Is It Best to Smoke Before or After Sous Vide?

Ever since sous vide became more popular as a cooking method, people have experimented with their favorite dishes. Sous vide adds an unprecedented level of temperature control, allowing you to cook foods effortlessly and have each dish turn out perfect every time.

On the other hand, smoking is an excellent way to give meat a succulent, smoky flavor. So why not combine the two?

Depending on the dishes you want to prepare, the choice between using smoke before or after sous vide is up to personal preference and timing. The resulting meal will taste great regardless, although people swear that meat will taste better if it’s smoked first, then put in a sous vide bath to cook through.

I’ve compiled a short guide on each cooking method and how to combine them to make better-looking tasty meals.

salmon filets in pellet grill for smoking

Sous Vide vs. Smoking: Differences and Similarities

The name sous vide comes from French and means “under vacuum” and is commonly referred to as a “low temperature long time” (LTLT) method.

The main benefits of sous vide are that it imparts flavors into meat and fish better than traditional cooking methods and allows for unparalleled temperature control.

Sous vide is also perfect for uneven meat or fish pieces since the internal temperature will reach the desired level throughout the cut without needing turning or checking.

The water bath essentially puts a hard limit on the dish’s final internal temperature because nothing that’s cooked in the water will ever get hotter than the water itself.

Sous vide also cooks vegetables better than other cooking methods. Since vegetable cell walls break down more rapidly under high heat, the LTLT method ensures the vegetables remain crisp but are cooked through.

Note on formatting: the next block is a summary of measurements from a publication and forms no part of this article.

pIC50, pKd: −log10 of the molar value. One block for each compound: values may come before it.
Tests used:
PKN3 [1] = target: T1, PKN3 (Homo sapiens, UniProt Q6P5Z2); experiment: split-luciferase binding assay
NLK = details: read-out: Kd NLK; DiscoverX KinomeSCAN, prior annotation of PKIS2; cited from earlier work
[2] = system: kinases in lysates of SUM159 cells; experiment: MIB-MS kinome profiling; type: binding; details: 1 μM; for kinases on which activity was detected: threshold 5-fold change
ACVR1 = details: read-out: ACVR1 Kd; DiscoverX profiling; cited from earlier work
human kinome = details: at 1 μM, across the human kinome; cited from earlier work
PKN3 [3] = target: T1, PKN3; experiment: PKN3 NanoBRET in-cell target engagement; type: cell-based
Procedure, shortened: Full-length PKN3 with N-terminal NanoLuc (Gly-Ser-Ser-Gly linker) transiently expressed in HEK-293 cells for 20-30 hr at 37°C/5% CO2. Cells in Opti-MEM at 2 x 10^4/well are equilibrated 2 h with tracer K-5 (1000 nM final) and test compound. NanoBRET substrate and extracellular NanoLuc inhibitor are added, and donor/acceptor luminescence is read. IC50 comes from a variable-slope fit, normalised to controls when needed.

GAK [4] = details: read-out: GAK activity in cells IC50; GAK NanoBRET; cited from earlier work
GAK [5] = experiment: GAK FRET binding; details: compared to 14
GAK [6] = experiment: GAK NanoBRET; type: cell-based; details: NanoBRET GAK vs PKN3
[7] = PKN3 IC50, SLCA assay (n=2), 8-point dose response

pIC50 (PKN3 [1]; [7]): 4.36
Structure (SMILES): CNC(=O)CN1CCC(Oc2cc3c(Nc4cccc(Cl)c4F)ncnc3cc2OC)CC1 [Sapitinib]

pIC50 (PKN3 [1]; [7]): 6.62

One of sous vide’s disadvantages is that meats won’t develop a crust. The browning (Maillard reaction) only occurs at temperatures above boiling. In most cases, sous vide is the first step of the cooking process, and the dish is finished by searing it in the pan.

Smoking, however, is an ancient cooking method primarily developed to keep meat from spoiling.

pellet smoker rack of ribs
Courtesy of https://zgrills.com.au/

In modern times (with refrigeration commonplace), smoking serves as a way to impart meat with a distinctive smoky flavor that can’t be achieved by other means. The flavor added to the meat heavily depends on the wood used for smoking and not all wood will be suitable for the task.

Beef and pork are the most commonly smoked meats, but poultry, venison, and lamb are also popular.

There are two popular types of smoking: cold smoking and hot smoking. Cold smoking operates at temperatures below those needed to cook the food. It only imparts the smoky smell and taste without processing the meat further. Since it doesn’t cook the meat, you need to cure it entirely before it’s cold smoked. Cold-smoked meats need to be cooked afterward to ensure they’re safe for human consumption, making cold smoking an unpopular method.

Hot smoking is a holistic cooking process that both cooks the meat and imparts the necessary smokiness. It’s also one of the slowest traditional cooking methods, as large cuts can require an entire day to smoke properly. The smoke doesn’t penetrate deep into the meat, only leaving the distinct taste near the skin. The wood releases sugar molecules that caramelize and leave the distinctive sugary aroma on the skin.